|Country||Golan Heights, (Internationally recognized as Syrian territory occupied by Israel)|
|Israeli District||North District|
|Syrian Governorate||Quneitra Governorate|
|Syrian District||Quneitra District|
|Elevation||1,130 m (3,710 ft)|
Majdal Shams (Arabic: مجدل شمس.; Hebrew: מַגְ'דַל שַׁמְס) is a Druze village in the northern part of the Golan Heights, in the southern foothills of Mt. Hermon. Since the June 1967 Six-Day War, the village has been controlled by Israel, first under martial law, but since 1981 under Israeli civil law, and incorporated into the Israeli system of local councils. Majdal Shams is the largest of the four Druze villages in the Golan.
According to the Israel Central Bureau of Statistics, as of September 2005 Majdal Shams's population was 8,800. The population growth rate is 2.5%. The ratio between men and women is 951 women for every 1,000 men. The village is politically and spiritually governed by the Abu-Saleh and Safadi families.
The inhabitants of Majdal Shams are considered Syrian citizens by the Syrian authorities. Since 1981 they have also been considered permanent residents of Israel. While they are entitled to full Israeli citizenship, only 10 percent of the Golan Druze have opted to become Israeli citizens. Those who apply for Israeli citizenship are entitled to vote, run for Knesset and receive an Israeli passport. For foreign travel, non-citizens are issued a laissez passer by the Israeli authorities. As Israel does not recognize their Syrian citizenship, they are defined in Israeli records as "residents of the Golan Heights." Residents of Majdal Shams are not drafted by the Israel Defense Forces.
As permanent residents, Majdal Shams inhabitants are free to work and study in Israel and are entitled to state services such Kupat Holim health insurance. They are also free to move at will and live anywhere they choose in Israel.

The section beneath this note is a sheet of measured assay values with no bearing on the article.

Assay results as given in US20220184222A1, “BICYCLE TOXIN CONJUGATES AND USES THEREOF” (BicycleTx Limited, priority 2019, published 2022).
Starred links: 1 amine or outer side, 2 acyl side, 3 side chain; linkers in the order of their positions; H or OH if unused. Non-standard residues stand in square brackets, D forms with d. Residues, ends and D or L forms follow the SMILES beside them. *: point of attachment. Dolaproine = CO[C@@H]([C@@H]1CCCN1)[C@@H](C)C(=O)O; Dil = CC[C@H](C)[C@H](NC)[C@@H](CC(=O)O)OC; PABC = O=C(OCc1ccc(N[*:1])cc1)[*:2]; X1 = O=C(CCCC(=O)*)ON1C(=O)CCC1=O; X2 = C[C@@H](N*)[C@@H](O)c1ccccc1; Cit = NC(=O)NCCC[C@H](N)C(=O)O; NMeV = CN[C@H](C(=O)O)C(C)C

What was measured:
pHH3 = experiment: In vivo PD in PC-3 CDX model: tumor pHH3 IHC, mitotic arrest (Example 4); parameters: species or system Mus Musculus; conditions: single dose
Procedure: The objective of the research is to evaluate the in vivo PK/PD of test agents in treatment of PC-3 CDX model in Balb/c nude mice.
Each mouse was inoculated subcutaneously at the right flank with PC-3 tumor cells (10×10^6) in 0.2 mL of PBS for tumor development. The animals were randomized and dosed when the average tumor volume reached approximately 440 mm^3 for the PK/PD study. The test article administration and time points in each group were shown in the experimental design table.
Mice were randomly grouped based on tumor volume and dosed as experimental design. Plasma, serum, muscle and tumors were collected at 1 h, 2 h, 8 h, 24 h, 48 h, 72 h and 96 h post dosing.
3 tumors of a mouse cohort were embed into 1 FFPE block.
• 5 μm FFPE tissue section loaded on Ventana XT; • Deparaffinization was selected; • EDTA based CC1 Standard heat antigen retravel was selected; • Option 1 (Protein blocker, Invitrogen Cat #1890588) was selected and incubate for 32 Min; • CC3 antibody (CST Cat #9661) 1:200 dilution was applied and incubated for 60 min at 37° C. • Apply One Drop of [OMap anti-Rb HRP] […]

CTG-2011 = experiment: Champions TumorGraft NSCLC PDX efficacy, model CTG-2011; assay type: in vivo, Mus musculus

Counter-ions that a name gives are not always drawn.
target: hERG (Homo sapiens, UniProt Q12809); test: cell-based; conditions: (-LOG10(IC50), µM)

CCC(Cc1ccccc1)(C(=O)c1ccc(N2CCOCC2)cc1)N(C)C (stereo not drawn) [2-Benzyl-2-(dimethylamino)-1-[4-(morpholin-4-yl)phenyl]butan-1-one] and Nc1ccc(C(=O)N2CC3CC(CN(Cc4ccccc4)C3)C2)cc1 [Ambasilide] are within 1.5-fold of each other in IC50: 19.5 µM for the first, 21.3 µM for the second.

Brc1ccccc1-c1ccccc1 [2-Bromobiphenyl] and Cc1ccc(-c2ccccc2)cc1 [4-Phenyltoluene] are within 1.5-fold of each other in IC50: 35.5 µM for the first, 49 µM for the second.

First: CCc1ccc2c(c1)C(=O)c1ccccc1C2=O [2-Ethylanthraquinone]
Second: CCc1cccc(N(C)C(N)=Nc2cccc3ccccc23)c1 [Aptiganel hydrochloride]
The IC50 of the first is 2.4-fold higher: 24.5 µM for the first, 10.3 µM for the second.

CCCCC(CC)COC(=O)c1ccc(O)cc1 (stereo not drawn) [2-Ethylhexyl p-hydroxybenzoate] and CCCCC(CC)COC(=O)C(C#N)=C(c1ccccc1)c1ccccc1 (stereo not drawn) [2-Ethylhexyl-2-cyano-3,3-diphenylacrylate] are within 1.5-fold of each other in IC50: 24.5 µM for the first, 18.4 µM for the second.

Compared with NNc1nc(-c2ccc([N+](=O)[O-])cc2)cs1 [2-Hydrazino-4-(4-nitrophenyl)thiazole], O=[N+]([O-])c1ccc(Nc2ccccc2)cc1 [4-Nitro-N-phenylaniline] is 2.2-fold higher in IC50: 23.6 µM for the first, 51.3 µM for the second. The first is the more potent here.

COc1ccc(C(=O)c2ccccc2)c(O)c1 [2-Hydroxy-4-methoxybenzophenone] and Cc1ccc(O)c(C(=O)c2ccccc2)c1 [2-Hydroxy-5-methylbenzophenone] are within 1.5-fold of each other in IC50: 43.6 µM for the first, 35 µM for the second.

Nevertheless, many have kept up their contacts with Syria and travel there to visit family or study. Syrian universities are open to them free of charge.
The village is surrounded by apple and cherry orchards. During winter, villagers also sell or hire ski equipment to visitors of the Hermon ski resort.
One kilometer east of the town center is Shouting Hill, where residents used to line up with bullhorns to make small-talk with relatives on the Syrian controlled side before the advent of cellphones.
Cultural references 
Majdal Shams was the village featured in the award-winning film, The Syrian Bride (2004).
- "Golan Druze celebrate across barbed wire". BBC News. April 18, 2008. Retrieved May 12, 2010.
- "هوية الجولان من خلال أسماء قراه وبلداته" (in Arabic). The Directorate-General of Antiquities and Museums. 24 November 2008. Retrieved 18 May 2011.
- Druze history and culture
- In the Golan Heights, Anxious Eyes Look East
- Religious Freedoms: Druze
Further reading 
- Sakr Abu Fakhr (Autumn, 2000). "Voices from the Golan". Journal of Palestine Studies 29 (4): 5–36. doi:10.1525/jps.2000.29.4.02p00787.
- Bashar Tarabieh (May – Aug., 1995). "Education, Control and Resistance in the Golan Heights". Middle East Report (194/195, Odds against Peace): 43–47.
- Shmuel Shamai (1990). "Critical Sociology of Education Theory in Practice: The Druze Education in the Golan". British Journal of Sociology of Education 11 (4): 449–463. doi:10.1080/0142569900110406.
- R. Scott Kennedy (Winter, 1984). "The Druze of the Golan: A Case of Non-Violent Resistance". Journal of Palestine Studies 13 (2): 48–6. doi:10.1525/jps.1984.13.2.00p0005b.